Antihistamines are mainly used to treat allergies such as hay fever, hives and itching. They may be used to help reduce feeling sick (nausea) and being sick (vomiting).
On this page, you can find the following information:
- How do antihistamines work?
- Which antihistamines are available in New Zealand?
- Sedating antihistamines
- Non-sedating antihistamines
- How long do antihistamines take to work?
- Precautions – before taking antihistamines
- What are the side effects of antihistamines?
Allergic symptoms occur when your body wrongly recognises a food or something in your environment (such as pollen spores) as a threat and sends repair chemicals to deal with these perceived intruders. One of these repair chemicals, histamine, is released from repair cells called mast cells, which are scattered throughout the body.
This histamine can then bind with receptors to trigger increased blood flow to the surrounding area, which can lead to symptoms such as swelling and increased secretions, resulting in a blocked or a runny nose, watery eyes and, most importantly, itchiness.
Antihistamines don’t stop allergic reactions from happening, but they do block the histamine receptors from being able to be triggered by the histamine that is released, reducing your symptoms.
Antihistamines come in different forms, including tablets, nasal sprays, eye drops and syrups. There are many brands available on prescription from your GP or over the counter at your local pharmacy. Different antihistamines are better at treating different symptoms, so ask your GP or pharmacist to advise you on which antihistamine is best for your needs.
Generally, antihistamines are classified into 2 main groups – sedating antihistamines and non-sedating antihistamines.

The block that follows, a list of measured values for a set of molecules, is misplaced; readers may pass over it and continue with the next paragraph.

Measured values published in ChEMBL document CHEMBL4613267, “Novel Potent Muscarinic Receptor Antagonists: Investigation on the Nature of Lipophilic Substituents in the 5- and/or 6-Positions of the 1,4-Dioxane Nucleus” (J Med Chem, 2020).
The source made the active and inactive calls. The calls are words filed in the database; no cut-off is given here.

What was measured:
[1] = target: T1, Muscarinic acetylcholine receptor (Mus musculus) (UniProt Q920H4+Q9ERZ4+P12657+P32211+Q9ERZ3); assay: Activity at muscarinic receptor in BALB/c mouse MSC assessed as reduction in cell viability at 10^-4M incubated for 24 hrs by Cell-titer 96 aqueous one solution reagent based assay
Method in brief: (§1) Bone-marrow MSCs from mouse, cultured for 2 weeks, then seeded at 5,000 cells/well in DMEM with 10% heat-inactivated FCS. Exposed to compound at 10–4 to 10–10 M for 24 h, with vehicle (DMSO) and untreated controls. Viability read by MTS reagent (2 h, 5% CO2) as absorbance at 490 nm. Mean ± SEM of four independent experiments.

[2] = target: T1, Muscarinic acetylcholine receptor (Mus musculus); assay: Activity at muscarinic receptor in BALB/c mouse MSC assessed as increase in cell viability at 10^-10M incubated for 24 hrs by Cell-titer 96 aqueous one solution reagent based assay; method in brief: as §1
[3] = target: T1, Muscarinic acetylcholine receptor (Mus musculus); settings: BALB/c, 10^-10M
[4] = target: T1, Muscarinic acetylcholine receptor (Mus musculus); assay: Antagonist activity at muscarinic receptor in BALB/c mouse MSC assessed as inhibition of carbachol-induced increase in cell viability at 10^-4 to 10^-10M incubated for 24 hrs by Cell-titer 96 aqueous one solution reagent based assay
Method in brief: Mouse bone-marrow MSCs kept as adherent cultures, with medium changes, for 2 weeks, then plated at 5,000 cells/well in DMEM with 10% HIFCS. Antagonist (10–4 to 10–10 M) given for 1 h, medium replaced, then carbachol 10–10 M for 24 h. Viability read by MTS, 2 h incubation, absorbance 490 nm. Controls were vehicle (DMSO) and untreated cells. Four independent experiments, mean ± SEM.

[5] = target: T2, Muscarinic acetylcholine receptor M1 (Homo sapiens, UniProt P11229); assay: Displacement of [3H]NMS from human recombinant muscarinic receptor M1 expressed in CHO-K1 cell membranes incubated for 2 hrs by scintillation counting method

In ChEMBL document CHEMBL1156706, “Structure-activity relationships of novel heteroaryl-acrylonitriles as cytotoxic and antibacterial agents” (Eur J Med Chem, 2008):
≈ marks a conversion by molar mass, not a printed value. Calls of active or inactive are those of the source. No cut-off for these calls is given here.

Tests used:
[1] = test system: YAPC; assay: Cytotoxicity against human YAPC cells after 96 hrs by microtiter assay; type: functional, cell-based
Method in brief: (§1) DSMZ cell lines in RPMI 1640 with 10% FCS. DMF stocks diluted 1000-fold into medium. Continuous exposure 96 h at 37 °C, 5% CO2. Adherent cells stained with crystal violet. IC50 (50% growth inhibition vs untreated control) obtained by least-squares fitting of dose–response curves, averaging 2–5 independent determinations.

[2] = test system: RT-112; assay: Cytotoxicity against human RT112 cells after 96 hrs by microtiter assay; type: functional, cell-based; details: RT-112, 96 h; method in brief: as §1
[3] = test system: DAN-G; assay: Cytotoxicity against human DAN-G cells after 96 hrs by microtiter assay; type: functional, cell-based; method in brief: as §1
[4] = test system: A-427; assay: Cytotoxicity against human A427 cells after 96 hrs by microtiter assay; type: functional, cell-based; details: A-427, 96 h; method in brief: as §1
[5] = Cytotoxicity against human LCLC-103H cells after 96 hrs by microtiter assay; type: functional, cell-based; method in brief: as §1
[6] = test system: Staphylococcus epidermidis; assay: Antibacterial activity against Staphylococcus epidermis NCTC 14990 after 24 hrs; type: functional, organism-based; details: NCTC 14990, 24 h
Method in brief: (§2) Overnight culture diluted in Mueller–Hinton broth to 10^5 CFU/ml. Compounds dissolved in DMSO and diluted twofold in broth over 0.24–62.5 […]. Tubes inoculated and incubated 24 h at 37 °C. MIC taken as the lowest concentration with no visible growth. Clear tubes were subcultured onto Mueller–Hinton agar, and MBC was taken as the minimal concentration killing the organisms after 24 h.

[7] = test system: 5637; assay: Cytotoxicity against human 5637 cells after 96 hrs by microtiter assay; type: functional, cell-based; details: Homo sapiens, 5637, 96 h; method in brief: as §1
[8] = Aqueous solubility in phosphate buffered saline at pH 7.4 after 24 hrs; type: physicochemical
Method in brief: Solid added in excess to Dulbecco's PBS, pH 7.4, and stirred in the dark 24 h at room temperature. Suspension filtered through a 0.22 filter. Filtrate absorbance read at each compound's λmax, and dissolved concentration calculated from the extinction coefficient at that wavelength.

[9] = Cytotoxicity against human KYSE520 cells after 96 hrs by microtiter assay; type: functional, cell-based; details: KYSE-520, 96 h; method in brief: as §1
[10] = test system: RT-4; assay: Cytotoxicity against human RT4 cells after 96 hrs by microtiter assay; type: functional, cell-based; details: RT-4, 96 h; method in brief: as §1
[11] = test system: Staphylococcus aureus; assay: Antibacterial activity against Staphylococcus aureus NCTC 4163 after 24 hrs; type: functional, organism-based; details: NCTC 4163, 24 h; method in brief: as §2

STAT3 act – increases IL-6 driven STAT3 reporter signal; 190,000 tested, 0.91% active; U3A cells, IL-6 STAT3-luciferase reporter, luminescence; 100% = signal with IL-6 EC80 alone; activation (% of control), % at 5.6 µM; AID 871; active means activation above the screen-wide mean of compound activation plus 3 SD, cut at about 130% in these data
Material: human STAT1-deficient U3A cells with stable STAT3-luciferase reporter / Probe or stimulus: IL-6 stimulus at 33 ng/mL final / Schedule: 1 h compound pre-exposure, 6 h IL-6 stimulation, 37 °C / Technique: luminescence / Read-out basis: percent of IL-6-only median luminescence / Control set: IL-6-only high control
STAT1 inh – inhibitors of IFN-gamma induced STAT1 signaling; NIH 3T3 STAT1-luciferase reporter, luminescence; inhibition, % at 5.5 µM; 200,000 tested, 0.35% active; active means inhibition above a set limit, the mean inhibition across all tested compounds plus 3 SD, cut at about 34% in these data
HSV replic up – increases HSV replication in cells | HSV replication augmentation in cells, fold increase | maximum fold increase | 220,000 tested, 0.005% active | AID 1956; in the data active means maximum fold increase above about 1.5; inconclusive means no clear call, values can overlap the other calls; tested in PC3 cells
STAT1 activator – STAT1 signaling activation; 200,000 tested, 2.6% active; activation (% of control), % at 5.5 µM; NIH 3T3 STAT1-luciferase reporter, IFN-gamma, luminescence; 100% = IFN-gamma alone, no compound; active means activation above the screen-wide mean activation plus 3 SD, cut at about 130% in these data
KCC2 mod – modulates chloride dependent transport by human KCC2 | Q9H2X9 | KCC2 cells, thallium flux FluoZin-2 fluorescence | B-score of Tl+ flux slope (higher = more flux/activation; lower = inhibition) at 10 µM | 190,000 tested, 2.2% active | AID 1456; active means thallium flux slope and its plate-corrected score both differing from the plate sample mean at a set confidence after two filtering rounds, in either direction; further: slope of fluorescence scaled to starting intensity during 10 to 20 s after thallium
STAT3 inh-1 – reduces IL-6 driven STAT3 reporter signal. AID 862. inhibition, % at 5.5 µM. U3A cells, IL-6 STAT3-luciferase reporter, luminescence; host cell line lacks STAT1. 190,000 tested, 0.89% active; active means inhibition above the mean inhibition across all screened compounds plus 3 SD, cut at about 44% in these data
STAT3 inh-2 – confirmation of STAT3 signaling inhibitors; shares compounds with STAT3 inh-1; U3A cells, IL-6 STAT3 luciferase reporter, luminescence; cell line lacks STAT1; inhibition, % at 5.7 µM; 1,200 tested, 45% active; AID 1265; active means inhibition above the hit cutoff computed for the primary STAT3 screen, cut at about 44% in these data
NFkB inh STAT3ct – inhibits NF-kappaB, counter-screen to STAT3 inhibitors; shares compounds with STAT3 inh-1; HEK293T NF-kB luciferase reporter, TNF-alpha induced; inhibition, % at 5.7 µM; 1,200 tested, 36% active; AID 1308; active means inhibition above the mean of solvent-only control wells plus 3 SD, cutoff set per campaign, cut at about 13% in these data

Sedating antihistamines can make you feel quite drowsy or sleepy. They are used when the effect of drowsiness is helpful to the condition being treated such as in some skin conditions where itch can cause sleep disturbance.
- Sedating antihistamines may affect your concentration and performance of some tasks that require you to be alert, such as driving, and operating machinery. Take care until you know how these medicines affect you.
- Limit or avoid alcohol while you are taking sedating antihistamines – alcohol can make the drowsiness worse.
|Examples of sedating antihistamines|
Use in children
Sedating antihistamines are often found in cough and cold medicines. These medicines are not recommended for children under 6 years of age. Read more about cough and cold medicines in children.
Sedating antihistamines are not recommended in children under 2 years of age for other conditions.
Non-sedating antihistamines are less likely to cause drowsiness. Although drowsiness is unlikely to happen, it can still occur in some people and may affect the performance of skilled tasks such as driving. Take care until you know how these medicines affect you.
|Examples of non-sedating antihistamines|
Usually, antihistamine tablets start to work within 30 minutes after being taken and tend to be most effective within 1-2 hours after being taken.
- Antihistamines are more effective when taken regularly as a prevention, before symptoms occur, rather than only when you have symptoms.
- This is particularly so for people with hay fever (seasonal allergic rhinitis). In the spring and summer months, the pollen count is generally higher and you may be in contact with the allergen often. Taking the medication regularly will help keep your symptoms under control.
Sedating antihistamine, in particular, may not be suitable for some people. If you have any of the following problems, let your doctor or pharmacist know before you start taking any antihistamines:
- problems with your liver or kidneys
- acute porphyria (a rare metabolic disorder)
- men with prostate enlargement (benign prostatic hyperplasia).
If you are pregnant or breast-feeding check with your doctor before taking antihistamines.
Most people who take antihistamines do not have any serious side-effects. If side-effects do occur, they are usually minor.
|Side effects||What should I do?|
- Anhistamines New Zealand Formulary
- Changes Regarding the Use of Sedating Antihistamines Medsafe Sept 2018